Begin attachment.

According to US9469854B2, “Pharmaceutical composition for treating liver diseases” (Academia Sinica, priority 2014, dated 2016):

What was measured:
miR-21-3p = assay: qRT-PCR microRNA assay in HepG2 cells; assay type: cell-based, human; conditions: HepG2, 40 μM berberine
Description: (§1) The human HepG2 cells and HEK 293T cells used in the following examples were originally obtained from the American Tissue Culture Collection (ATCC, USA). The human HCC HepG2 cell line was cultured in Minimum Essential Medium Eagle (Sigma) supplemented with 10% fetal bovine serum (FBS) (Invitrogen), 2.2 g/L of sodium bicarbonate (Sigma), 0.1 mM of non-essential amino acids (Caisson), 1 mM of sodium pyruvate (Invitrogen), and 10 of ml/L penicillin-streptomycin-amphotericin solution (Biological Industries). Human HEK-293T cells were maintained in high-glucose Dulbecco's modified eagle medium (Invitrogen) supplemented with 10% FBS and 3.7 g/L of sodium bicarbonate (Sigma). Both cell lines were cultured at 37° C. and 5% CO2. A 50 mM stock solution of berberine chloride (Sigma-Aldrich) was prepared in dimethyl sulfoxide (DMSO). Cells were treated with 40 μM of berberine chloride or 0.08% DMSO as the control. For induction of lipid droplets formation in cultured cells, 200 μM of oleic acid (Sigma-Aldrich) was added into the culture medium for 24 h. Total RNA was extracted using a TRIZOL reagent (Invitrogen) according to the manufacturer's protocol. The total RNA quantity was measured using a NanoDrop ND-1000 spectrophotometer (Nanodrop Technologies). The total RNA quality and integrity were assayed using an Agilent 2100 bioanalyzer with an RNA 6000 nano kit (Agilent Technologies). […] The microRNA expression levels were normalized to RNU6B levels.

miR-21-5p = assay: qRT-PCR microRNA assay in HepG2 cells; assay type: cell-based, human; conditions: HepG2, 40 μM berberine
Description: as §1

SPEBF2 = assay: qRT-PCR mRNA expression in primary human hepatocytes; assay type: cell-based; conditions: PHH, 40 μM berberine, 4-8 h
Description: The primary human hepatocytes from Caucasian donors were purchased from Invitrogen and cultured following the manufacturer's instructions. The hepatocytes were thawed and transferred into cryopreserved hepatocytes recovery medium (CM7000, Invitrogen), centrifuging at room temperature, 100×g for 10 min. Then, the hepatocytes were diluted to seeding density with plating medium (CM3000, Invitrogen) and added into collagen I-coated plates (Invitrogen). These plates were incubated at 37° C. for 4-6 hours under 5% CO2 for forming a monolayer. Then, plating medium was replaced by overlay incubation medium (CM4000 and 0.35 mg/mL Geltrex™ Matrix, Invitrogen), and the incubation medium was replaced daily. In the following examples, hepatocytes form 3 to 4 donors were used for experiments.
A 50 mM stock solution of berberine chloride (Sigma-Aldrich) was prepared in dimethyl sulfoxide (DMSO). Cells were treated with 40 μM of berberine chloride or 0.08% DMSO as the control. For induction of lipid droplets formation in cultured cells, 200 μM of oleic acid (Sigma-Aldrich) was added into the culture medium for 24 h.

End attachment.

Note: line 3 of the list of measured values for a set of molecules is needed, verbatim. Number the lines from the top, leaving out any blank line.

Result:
miR-21-3p = assay: qRT-PCR microRNA assay in HepG2 cells; assay type: cell-based, human; conditions: HepG2, 40 μM berberine